Getting active: Hit the links at Montauk Downs State Park Golf Course (50 S. Fairview Ave.), an 18-hole, par-72 public course. Take surf lessons or learn to stand-up paddleboard at one of many water activity locations like CoreysWave (53 Deforest Rd.). Rent a bike at Montauk Cycle Company (463 W. Lake Dr.). Go horseback riding at Deep Hollow Ranch (8 Old Montauk Hwy.). Or just get a boat, kayak, canoe or Jet Ski at various rental locations and set sail.


A surfer rides a wave in Long Beach.;Beachgoers bike along the...

A surfer rides a wave in Long Beach.;Beachgoers bike along the Long Beach boardwalk. Credit:  J. Conrad Williams Jr; Johnny Milano

Getting there: Drive or ride, take your pick. The resort-like city is on a barrier island connected to the mainland by bridges on its east and west ends. With that, area is easily accessible by land — traffic notwithstanding. Coming from western Long Island or New York City, head south past Far Rockaway and take the Atlantic Beach Bridge. From the east, Meadowbrook State Parkway connects to Loop Parkway, which takes a motorist straight into Point Lookout. The Long Island Rail Road is an option for those wanting to skip the highways and parking expenses. The LIRR's Long Beach Package includes round-trip train tickets, a coupon for the 24-hour Long Beach bus and discounted admission to the beach.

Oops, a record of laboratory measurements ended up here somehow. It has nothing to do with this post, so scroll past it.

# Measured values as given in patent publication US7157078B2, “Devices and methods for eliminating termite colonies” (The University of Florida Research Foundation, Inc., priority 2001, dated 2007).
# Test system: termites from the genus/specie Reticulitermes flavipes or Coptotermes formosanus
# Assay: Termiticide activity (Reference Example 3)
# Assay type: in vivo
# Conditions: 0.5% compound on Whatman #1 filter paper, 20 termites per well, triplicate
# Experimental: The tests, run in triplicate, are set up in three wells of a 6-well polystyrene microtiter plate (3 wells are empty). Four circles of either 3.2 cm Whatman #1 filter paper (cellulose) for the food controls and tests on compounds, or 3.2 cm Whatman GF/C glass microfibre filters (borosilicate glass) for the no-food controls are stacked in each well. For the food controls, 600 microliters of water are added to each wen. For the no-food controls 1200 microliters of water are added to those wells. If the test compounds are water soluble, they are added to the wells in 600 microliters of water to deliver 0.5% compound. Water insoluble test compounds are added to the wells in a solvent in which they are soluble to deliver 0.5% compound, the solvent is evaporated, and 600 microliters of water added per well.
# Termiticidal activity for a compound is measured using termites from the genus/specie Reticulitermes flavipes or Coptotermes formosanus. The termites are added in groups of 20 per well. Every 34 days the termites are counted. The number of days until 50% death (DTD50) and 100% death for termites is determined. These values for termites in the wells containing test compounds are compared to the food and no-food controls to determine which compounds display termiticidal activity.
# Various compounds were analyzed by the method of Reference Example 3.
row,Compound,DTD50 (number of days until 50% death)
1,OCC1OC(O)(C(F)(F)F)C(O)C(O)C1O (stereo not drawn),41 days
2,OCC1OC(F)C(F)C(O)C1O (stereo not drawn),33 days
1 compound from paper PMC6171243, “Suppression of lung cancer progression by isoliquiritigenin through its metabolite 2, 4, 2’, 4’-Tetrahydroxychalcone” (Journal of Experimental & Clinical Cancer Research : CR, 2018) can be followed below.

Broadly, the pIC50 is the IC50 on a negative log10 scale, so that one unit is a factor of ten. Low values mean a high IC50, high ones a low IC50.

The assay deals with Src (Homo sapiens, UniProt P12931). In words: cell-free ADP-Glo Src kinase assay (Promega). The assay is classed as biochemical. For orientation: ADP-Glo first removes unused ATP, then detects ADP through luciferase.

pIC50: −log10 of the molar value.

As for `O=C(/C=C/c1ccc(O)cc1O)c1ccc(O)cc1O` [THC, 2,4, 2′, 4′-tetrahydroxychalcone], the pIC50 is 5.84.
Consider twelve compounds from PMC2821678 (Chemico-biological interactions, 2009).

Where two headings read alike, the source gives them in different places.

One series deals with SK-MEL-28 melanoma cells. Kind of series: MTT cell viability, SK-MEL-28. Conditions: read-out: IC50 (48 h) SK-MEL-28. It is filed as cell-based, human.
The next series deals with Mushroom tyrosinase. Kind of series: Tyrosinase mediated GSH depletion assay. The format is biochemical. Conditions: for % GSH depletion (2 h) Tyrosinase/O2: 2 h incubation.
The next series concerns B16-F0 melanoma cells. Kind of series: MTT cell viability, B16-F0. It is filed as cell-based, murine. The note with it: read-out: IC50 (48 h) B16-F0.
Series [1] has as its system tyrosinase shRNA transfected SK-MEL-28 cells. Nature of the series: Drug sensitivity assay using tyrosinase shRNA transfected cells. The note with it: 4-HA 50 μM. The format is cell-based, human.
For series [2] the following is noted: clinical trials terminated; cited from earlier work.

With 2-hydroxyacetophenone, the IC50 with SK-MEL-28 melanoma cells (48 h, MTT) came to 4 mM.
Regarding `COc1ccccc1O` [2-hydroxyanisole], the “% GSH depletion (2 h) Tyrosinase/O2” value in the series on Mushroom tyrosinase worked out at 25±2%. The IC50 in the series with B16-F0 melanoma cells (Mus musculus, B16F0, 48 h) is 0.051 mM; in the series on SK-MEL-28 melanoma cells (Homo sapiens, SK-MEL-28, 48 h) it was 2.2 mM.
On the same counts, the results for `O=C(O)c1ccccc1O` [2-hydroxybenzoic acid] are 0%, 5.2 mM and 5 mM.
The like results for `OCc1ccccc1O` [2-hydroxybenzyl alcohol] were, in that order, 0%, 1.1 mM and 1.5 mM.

Dining scene: Get breakfast or lunch at Lido's Kosher Deli (641 E. Park Ave.). Try the delicatessen omelet with pastrami, corned beef and salami, or keep it simple with a brisket sandwich. Head over to Brixx & Barley (152 W. Park Ave.) for a relaxing lunch and explore their something-for-everyone style menu. Get started with the tuna tartare or braised short rib tacos, then consider the gnocchi carbonara. There also is a vegan menu, and a variety of burgers and familiar dishes for kids.